Using React-Navigation

Using react-navigation is pretty simple once you understand how it works. Unfortunately, their official documentation lacks some explanations. But there is no need to worry. We will try to fill in the gaps in the official documentation in this chapter. The official documentation is available at https://reactnavigation.org/docs/getting-started

How does navigation work in native applications?

When it comes to native apps, the routing works on the concept of stacks, screens, push/pop, etc.

What is a stack in navigation?

We all have heard of stacks in our college programming classes. Well, this is exactly the same stack. Whenever you navigate from one screen to another, a new screen comes up on top. The old screen is still there (unless you reset your stack). This mechanism of caching the old pages helps in improving performance and making the transitions smoother. Have a look at the image below for an example of stack in navigation.



Types of navigators offered by react-navigation

React-navigation offers a bunch of navigators predefined for our use. An app might contain all the available navigators. Let's try to understand all three of them one-by-one.

  • StackNavigator: This is the most common navigator of all. You will use it for most react-native applications. We just explained how stacks work in navigation. You define a StackNavigator by passing the routes object inside the StackNavigator function from react-navigation. Each of the screens gets mounted only when you navigate to that particular screen and gets un-mounted only when you go back or manually reset the navigation state.

  • TabNavigator: This is also quite a common user interface where we have a bunch of tabs and can swipe between them. We have seen this in Facebook, Twitter, and many other popular apps. React-navigation supports this navigator out of the box. The way of defining a TabNavigator is pretty similar to a StackNavigator. The only difference is that the routes you define in TabNavigator get mounted all at once. So you need to be a little careful when managing navigation to/from a different stack.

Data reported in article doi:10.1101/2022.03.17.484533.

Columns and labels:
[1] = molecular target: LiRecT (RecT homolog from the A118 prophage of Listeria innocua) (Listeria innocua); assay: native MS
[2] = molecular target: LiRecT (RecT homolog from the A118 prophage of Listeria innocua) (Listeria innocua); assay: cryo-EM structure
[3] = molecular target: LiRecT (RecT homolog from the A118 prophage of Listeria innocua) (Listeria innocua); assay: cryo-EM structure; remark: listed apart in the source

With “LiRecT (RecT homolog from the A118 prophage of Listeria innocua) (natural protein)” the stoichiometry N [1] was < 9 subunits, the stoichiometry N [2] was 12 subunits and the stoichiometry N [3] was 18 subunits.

• DrawerNavigator: This navigator gives us the side-menu which we see in most mobile applications nowadays. You can obviously customize everything in your drawer since it is all written in JavaScript. You can set up the DrawerNavigator by writing only 4 lines of code. The DrawerNavigator comes with a default UI which supports an icon and a title per list item, which looks quite elegant. You can also define your own component to show up as a drawer if you want to have a custom UI and actions for your side-menu. More info can be found here.

Creating a router

Install react-navigation using npm or Yarn.

yarn add react-navigation or npm install react-navigation --save

Creating a router is pretty easy. You just define a page component (which will be a container component) and then import it in your router.js file.

Each of the navigators accepts an object during initialization whose syntax is as follows:

const Router = StackNavigator({
  <routeName, string>: {screen: <screenObject, enum(React component, navigator instance)>, navigationOptions: <Screen level nav options>}
}, {
  navigationOptions: <Router level default nav options>
})

routeName is the name associated with the current screen. It will be used for navigation/analytics tracking.

screenObject The screen key in the router object can contain:

  • A React Native component.
  • A react-navigation router instance if you want routers to be nested.

Example routes/index.js

const AboutRoutes = TabNavigator({
  aboutApp: {
    screen: AboutApp,
  },
  aboutDevs: {
    screen: AboutDevs,
  }
});

const Router = StackNavigator({
  home: {screen: HomePage,
    navigationOptions: {
      title: 'Start taking notes',
    }
  },
  about: {
    screen: AboutRoutes
  }
}, {
  mode: 'card'
});

export default Router;

Each of the navigators returns a React component which is supposed to be added to the root level of the app.

Example App.container.js

import React, {Component} from 'react';
import Router from './routes';
import {connect} from 'react-redux';

class App extends Component {
  render () {
    return (
      <Router />
    );
  }
}

export default App;

When we define a React component in our router file, it adds a few properties to the component, which are:

  • static navigationOptions: We can use this to define our headers, title, etc. However, we recommend defining this in router.js because we will be importing pages to our router and defining header UI/title in the container component is not a good idea.

  • this.props.navigation: react-navigation also adds a navigation function to the screen. This function can be used to navigate to a route and pass parameters. We do not recommend this way as we will be handling routing via redux-actions

The code till here can be found on the branch chapter/10/10.1

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